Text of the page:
After a rather depressing visit to a local horse sanctuary full of miserable horses this week and another meeting with my vet about the life expectancy of my horse, the topic of euthanasia for horses and dogs has been on my mind.
Chatting it through with the girls at the stables, we all agreed that it was quality of life that mattered – not quantity and that just because an animal wasn’t actually dying there was no hard and fast rule that it should be kept alive. Animals with incurable behavioural issues that mean they can’t be rehomed, animals in constant pain or animals that have quite clearly had enough all deserve the most dignified, pain and distress free end we can give them.
Which makes me wonder about Dogs Trust and the message they’ve been running for the last few years that ‘we never put a healthy dog down’. It’s a great positioning from a marketing point of view as it would clearly appeal to animal lovers who anthropomorphise animals and believe they have a right to life.
The line also positions Dogs Trust as the best dog charity to support if the thought of healthy dogs being put down distresses you – I’m always amazed when I deal with the marketing teams of charities by how they often see other charities aiming for the same goals as them as competition not collaborators.
But I’m not sure that this messaging is actually in the best interests of all of their animals. Where do you draw the line at ‘healthy’? For example, with an exuberant Staffie (they’re sweet dogs but very full-on and some have been turned irrevocably nasty by abuse, giving them a bad reputation) who is never going to be rehomed and will spend the next 5 years in kennels (which we know is a very stressful place to be for a dog) it may actually be kinder to spare the dog all that stress and put them to sleep. But it sounds like Dogs Trust wouldn’t do that. Estimates vary, but it looks like Staffies take up between 40% and 80% of space in charity kennels at the moment while presumably other dogs who could be rehomed and go on to a fulfilling life can’t be accommodated.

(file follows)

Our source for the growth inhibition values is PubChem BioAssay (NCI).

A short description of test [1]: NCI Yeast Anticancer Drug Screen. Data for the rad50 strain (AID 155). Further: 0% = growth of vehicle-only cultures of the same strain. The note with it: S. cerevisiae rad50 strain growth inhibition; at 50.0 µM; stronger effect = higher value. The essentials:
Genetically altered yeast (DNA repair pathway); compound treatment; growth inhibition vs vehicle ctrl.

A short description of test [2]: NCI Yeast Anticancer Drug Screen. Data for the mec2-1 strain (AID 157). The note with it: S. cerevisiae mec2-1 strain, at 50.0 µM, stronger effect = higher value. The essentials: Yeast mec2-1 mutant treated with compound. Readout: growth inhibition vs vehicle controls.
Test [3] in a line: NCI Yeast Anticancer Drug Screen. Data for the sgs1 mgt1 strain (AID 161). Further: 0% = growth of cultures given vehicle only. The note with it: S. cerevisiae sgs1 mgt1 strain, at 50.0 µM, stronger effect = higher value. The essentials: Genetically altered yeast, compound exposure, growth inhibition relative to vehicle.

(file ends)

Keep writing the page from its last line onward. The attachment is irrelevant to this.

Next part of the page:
What’s a charity to do? Chose a positioning that will bring in the most money to support their cause – or one that seems (to me to be) best from a welfare point of view?
Interestingly, Dogs Trust have dropped that line from this lovely new ad (by Soho Square) I found on their youtube channel (although it’s still on their website):
One thought on “charity messaging – for the good of the funds or the cause?”
Very interesting thought. I guess it all depends on their definition of healthy. I’d like to hope that a suffering animal would never be kept in suffering because they were physically healthy.